Shifts between vehicles (for example, getting out of a car and onto a bicycle), made participants feel particularly vulnerable. And additional risks can arise when transport services are late, exposing the waiting traveller to potentially dangerous situations. These factors put MaaS at a disadvantage compared to private vehicles, which many women view as safe “cocoons” for mobility.

What's the World Economic Forum doing about the gender gap?

The World Economic Forum has been measuring gender gaps since 2006 in the annual Global Gender Gap Report.

The Global Gender Gap Report tracks progress towards closing gender gaps on a national level. To turn these insights into concrete action and national progress, we have developed the Closing the Gender Gap Accelerators model for public private collaboration.

These accelerators have been convened in ten countries across three regions. Accelerators are established in Argentina, Chile, Colombia, Costa Rica, Dominican Republic, and Panama in partnership with the InterAmerican Development Bank in Latin America and the Caribbean, Egypt and Jordan in the Middle East and North Africa, and Kazakhstan in Central Asia.

All Country Accelerators, along with Knowledge Partner countries demonstrating global leadership in closing gender gaps, are part of a wider ecosystem, the Global Learning Network, that facilitates exchange of insights and experiences through the Forum’s platform.

In 2019 Egypt became the first country in the Middle East and Africa to launch a Closing the Gender Gap Accelerator. While more women than men are now enrolled in university, women represent only a little over a third of professional and technical workers in Egypt. Women who are in the workforce are also less likely to be paid the same as their male colleagues for equivalent work or to reach senior management roles.

In these countries CEOs and ministers are working together in a three-year time frame on policies that help to further close the economic gender gaps in their countries. This includes extended parental leave, subsidized childcare and removing unconscious bias in recruitment, retention and promotion practices.

If you are a business in one of the Closing the Gender Gap Accelerator countries you can join the local membership base.

If you are a business or government in a country where we currently do not have a Closing the Gender Gap Accelerator you can reach out to us to explore opportunities for setting one up.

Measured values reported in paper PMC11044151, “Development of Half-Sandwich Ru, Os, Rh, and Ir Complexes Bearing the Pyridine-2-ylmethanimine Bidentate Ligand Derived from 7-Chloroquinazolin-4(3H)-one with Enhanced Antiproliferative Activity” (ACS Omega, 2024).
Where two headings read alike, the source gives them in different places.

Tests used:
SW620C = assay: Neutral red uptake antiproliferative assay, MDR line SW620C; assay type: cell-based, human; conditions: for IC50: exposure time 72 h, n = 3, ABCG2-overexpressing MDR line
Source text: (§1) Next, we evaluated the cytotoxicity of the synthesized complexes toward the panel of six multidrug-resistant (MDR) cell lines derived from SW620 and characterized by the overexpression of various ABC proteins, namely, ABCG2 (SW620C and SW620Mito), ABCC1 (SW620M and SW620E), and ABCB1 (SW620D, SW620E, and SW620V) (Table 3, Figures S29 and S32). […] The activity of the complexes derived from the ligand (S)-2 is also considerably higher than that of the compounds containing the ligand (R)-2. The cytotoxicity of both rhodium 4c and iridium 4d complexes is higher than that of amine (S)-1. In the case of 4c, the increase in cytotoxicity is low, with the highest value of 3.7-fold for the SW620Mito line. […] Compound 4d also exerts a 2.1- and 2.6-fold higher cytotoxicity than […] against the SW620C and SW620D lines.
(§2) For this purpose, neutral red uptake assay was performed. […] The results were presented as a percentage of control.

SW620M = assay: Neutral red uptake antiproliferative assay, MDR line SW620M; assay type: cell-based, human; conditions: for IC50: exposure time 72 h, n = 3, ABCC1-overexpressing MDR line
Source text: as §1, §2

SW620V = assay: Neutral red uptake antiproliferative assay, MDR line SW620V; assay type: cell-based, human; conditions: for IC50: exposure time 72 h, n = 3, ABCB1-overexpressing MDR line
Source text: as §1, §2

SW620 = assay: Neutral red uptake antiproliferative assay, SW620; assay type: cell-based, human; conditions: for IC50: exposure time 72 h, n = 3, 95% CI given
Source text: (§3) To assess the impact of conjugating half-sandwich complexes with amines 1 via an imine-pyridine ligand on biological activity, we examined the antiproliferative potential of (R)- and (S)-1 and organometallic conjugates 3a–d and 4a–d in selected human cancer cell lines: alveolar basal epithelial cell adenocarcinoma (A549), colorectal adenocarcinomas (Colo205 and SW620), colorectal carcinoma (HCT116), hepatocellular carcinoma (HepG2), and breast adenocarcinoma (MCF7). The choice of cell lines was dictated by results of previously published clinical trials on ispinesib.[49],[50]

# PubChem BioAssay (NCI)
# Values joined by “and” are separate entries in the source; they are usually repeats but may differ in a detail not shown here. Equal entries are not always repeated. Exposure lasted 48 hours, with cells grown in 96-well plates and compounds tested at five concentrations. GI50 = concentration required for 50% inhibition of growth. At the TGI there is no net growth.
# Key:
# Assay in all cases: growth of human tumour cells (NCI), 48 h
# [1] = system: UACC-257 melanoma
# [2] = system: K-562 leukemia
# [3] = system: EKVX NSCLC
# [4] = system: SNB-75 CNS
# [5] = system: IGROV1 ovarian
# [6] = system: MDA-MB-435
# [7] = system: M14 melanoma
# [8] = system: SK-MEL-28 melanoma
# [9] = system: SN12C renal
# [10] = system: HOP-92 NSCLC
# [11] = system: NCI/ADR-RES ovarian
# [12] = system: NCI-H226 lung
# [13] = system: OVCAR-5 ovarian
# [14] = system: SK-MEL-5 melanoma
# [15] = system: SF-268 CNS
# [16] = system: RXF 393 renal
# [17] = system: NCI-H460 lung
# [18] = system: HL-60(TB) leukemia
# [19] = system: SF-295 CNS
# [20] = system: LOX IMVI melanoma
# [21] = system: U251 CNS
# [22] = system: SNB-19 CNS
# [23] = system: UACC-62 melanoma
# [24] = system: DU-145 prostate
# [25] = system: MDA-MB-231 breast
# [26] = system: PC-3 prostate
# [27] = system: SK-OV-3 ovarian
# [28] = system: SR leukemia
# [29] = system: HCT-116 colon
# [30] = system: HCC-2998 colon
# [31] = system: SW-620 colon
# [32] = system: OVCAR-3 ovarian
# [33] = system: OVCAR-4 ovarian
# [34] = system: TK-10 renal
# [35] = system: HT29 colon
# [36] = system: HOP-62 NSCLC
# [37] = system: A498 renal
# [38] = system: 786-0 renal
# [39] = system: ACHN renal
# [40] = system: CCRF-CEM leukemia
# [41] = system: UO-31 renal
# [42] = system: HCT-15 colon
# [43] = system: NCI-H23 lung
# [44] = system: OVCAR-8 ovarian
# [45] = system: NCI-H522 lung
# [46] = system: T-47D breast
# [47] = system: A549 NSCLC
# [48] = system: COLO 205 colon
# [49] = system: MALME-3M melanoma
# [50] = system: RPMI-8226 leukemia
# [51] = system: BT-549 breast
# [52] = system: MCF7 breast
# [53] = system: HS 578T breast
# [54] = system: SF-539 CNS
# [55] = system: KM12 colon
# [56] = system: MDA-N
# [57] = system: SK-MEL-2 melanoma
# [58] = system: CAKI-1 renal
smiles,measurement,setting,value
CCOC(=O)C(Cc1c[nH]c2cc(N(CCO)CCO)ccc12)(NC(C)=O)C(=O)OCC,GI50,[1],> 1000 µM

Making MaaS safer

It’s vital that these issues are addressed if MaaS is to bring the full range of sustainability and safety benefits it promises. Although more research is needed in this area, it’s clear that if women and men adopted MaaS at the same rate, there’d be a significant positive impact on the environment, with thousands of private cars no longer needed on roads.

Woman at a bus stop at night.
Lone women often report feeling unsafe using public transport, especially at night.
Image: PxHere

Some of our participants proposed strategies to protect and reassure female MaaS users. For example, MaaS providers could build safety features into their apps to keep users’ friends informed of their whereabouts and generate maps based on crime data that show the safest route home. Users could also access driver details if necessary. A study has found that 62% of people – women more than men – would be interested in using features like these, although their privacy flaws remain concerning.

Another strategy could be to design smaller and more local MaaS systems that foster a sense of community and trust. In Sweden, for example, carpooling is often used in residential estates and local neighbourhoods, where community and trust networks already exist.

Smaller, localised MaaS systems developed around pre-existing groups like these – where, crucially, sharers would be not total strangers – could help make users feel safer. But ultimately, we need to redress gender imbalance in the transport sector to ensure that the cities of the future reflect the needs of 100% of their inhabitants: not just 50%.